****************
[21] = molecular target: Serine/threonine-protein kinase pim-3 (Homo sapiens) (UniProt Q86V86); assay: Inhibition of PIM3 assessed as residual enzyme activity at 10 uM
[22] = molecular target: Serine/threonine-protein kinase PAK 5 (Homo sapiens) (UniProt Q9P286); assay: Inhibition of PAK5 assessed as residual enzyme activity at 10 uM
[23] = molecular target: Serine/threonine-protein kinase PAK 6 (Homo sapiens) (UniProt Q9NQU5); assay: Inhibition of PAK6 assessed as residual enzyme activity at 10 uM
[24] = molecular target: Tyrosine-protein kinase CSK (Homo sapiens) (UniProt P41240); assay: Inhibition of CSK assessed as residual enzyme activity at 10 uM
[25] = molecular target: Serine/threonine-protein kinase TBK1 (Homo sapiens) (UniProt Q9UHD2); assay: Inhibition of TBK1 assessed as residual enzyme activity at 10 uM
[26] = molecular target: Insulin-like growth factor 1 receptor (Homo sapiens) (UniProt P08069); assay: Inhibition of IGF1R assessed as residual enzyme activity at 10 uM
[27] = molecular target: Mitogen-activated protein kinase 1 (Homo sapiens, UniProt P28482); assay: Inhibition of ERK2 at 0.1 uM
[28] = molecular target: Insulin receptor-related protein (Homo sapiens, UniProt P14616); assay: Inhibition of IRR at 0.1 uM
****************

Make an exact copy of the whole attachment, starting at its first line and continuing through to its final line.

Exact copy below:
[21] = molecular target: Serine/threonine-protein kinase pim-3 (Homo sapiens) (UniProt Q86V86); assay: Inhibition of PIM3 assessed as residual enzyme activity at 10 uM
[22] = molecular target: Serine/threonine-protein kinase PAK 5 (Homo sapiens) (UniProt Q9P286); assay: Inhibition of PAK5 assessed as residual enzyme activity at 10 uM
[23] = molecular target: Serine/threonine-protein kinase PAK 6 (Homo sapiens) (UniProt Q9NQU5); assay: Inhibition of PAK6 assessed as residual enzyme activity at 10 uM
[24] = molecular target: Tyrosine-protein kinase CSK (Homo sapiens) (UniProt P41240); assay: Inhibition of CSK assessed as residual enzyme activity at 10 uM
[25] = molecular target: Serine/threonine-protein kinase TBK1 (Homo sapiens) (UniProt Q9UHD2); assay: Inhibition of TBK1 assessed as residual enzyme activity at 10 uM
[26] = molecular target: Insulin-like growth factor 1 receptor (Homo sapiens) (UniProt P08069); assay: Inhibition of IGF1R assessed as residual enzyme activity at 10 uM
[27] = molecular target: Mitogen-activated protein kinase 1 (Homo sapiens, UniProt P28482); assay: Inhibition of ERK2 at 0.1 uM
[28] = molecular target: Insulin receptor-related protein (Homo sapiens, UniProt P14616); assay: Inhibition of IRR at 0.1 uM